What Are the Sectors and Industries of the S&P 500?

Understanding the Makeup of the Economy, Stock Market, and Stock Market Indices

Stock Market and Economic Sectors and Industries in the S&P 500
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One of the most important concepts new investors in the stock market need to learn has to do with sectors and industries.  I want to take a few moments to walk you through the definition of these concepts, explain what they are in practical terms, and show you how they fit into one of America's largest stock market indices, the S&P 500.  Though it will only take a brief amount of your time, you'll be glad you learned the difference once and for all.

What Is the Difference Between a Sector and an Industry?

The general economy and stock market are organized into two tiers. The highest tier, a sector, is a broad grouping of companies that have similar economic characteristics. There are currently 10 major sectors that most investors use when breaking down the corporations and other issuers of securities such as stocks and bonds.

Sectors, in turn, are broken down into sub-categories known as industries. This allows a closer grouping of similar businesses. For example, both Walmart, the discount retail chain, and Tiffany & Company, the luxury jeweler, are included in the consumer discretionary sector. However, they are sorted into different industries.

What Are the Advantages of Paying Attention to Sectors and Industries?

Examining sectors and industries allows you compare one business to its closest competitors. You may think a certain stock is a good purchase, but until you research its rivals, you won't know for sure. 

Looking at sectors and industries also helps you become familiar how businesses interact with another. For example, if you believe that energy prices are going to decline, you might find transportation stocks appealing, because you believe one of the biggest cost inputs—gasoline and jet fuel—is about to plummet. When combined with disciplined, long-term, tax-efficient, low-turnover, highly passive investing, this knowledge can be a ticket to building wealth.

It's also now possible to invest in an entire sector or industry with one purchase. Rather than buy shares of every company in a given industry or sector, you can get exposure to all of them in a single investment. With exchange traded funds (ETFs) smaller investors can often buy a diversified basket of an entire grouping, often with little to no commission and expense ratios that are typically less than 0.50% to 1.00%. These ETFs are similar to mutual funds but trade like stocks, and allow an investor to get exposure to a wide range of investments in a sector or industry without needing to research individual stocks.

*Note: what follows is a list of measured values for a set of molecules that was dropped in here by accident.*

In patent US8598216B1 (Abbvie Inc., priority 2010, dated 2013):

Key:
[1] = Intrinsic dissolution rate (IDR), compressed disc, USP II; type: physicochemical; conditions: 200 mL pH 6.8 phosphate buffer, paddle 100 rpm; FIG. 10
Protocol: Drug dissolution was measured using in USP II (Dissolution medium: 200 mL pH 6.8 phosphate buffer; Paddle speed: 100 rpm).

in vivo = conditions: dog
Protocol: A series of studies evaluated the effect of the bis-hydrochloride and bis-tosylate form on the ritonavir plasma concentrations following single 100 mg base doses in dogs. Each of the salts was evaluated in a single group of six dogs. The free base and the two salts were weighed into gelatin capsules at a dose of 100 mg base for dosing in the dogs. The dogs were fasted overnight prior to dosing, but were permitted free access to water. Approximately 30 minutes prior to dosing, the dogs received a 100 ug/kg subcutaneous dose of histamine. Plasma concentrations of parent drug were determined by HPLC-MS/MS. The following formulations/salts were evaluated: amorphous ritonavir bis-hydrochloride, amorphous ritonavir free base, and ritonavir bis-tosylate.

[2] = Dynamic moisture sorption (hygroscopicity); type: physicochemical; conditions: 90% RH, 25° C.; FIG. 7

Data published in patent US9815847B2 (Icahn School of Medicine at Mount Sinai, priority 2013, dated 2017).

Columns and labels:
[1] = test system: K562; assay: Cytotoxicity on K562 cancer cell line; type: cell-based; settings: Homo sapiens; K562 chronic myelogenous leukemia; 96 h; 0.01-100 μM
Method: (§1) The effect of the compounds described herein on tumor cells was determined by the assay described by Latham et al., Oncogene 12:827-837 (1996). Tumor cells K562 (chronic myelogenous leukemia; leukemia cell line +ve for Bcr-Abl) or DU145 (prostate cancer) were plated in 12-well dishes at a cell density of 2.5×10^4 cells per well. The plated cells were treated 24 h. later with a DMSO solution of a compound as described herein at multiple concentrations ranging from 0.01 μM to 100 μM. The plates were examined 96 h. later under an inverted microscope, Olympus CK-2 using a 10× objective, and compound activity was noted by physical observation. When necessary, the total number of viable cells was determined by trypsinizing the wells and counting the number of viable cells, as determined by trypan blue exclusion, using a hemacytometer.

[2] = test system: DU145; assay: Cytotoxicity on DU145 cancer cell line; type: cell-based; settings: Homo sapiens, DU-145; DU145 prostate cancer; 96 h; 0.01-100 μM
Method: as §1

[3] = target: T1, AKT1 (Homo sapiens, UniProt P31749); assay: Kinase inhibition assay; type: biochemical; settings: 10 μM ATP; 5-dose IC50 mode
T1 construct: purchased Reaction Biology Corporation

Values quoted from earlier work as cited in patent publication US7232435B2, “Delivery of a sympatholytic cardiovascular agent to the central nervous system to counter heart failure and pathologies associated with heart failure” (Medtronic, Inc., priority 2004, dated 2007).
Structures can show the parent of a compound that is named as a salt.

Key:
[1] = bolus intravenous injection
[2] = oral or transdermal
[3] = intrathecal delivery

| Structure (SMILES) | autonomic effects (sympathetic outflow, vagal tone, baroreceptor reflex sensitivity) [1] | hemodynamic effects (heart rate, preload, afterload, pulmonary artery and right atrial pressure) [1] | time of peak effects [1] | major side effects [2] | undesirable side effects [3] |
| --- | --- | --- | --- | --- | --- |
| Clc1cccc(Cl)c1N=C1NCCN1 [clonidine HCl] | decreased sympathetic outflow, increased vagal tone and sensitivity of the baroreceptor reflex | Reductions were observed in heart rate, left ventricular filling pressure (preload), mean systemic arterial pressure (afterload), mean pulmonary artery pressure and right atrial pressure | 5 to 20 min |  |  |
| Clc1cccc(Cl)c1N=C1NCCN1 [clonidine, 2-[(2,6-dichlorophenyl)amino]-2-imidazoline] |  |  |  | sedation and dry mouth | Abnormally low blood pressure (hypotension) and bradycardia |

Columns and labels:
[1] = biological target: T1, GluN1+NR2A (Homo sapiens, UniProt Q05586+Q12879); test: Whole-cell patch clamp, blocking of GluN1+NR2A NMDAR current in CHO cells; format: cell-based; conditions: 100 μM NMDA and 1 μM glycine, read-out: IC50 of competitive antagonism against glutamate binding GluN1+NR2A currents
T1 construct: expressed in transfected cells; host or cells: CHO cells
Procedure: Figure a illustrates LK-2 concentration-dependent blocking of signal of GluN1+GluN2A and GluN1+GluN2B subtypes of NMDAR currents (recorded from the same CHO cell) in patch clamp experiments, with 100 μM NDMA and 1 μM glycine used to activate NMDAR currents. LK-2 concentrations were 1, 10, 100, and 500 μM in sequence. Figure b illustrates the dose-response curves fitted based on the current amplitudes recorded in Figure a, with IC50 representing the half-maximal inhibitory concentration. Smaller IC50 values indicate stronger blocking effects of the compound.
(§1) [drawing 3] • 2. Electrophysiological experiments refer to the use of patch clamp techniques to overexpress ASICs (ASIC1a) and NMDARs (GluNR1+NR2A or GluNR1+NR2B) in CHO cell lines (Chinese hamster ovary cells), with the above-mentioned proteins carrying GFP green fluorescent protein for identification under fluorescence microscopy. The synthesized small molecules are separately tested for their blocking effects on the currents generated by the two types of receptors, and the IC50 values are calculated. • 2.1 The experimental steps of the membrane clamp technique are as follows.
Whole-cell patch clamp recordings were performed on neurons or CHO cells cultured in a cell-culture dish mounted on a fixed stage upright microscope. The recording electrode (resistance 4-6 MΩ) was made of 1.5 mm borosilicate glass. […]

Many financial advisors recommend that investors try to maintain a portfolio that offers good exposure to all of these industries and sectors. 

For now, let's dive into the sector and industry breakdown of the United States stock market as a whole. I'm going to use the S&P 500 index as a proxy for the stock market. As of the most recent stock market close on February 26th, 2016, the total value of all stocks in the S&P 500 index came to $17.87 trillion.

Consumer Discretionary Sector of the S&P 500

The consumer discretionary sector consists of businesses that have demand which rises and falls based on general economic conditions such as washers and dryers, sporting goods, new cars, and diamond engagement rings.  At present, the consumer discretionary sector contains twelve industries. Examples of consumer discretionary stocks include Apple, Disney, and Starbucks. 

  1. Automobile Components Industry
  2. Automobiles Industry
  3. Distributors Industry
  4. Diversified Consumer Services Industry
  5. Hotels, Restaurants & Leisure Industry
  6. Household Durables Industry
  7. Internet & Catalog Retail Industry
  8. Leisure Products Industry
  9. Media Industry
  10. Multiline Retail Industry
  11. Specialty Retail Industry
  12. Textile, Apparel & Luxury Goods Industry

As of February 13th, 2018, the total value of all consumer discretionary stocks in the United States came to $5.58 trillion, or about 12.7% of the market. 

Consumer Staples Sector of the S&P 500

The consumer staples sector consists of businesses that sell the necessities of life, ranging from bleach and laundry detergent to toothpaste and packaged food. At present, the consumer staples sector contains six industries and includes companies such as Procter & Gamble, Kroger, and Anheuser Busch InBev.

  1. Beverages Industry
  2. Food & Staples Retailing Industry
  3. Food Products Industry
  4. Household Products Industry
  5. Personal Products Industry
  6. Tobacco Industry

As of February 13, 2018, the total value of all consumer staples stocks in the United States came to $3.46 trillion, or about 7.9% of the market. This is a particularly interesting sector because it is one of the few that disproportionately produces rich shareholders over long periods of time.

Energy Sector of the S&P 500

The energy sector consists of businesses that source, drill, extract, and refine the raw commodities we need to keep the country going, such as oil and gas.  At present, the energy sector contains two industries.

  1. Energy Equipment & Services Industry
  2. Oil, Gas & Consumable Fuels Industry

As of February 13, 2018, the total value of all energy stocks in the United States came to $3.55 trillion, or about 5.7% of the market. Falling energy prices have made energy stocks a declining part of the S&P 500 in recent years. Major energy stocks include Exxon Mobil, Chevron, and Halliburton.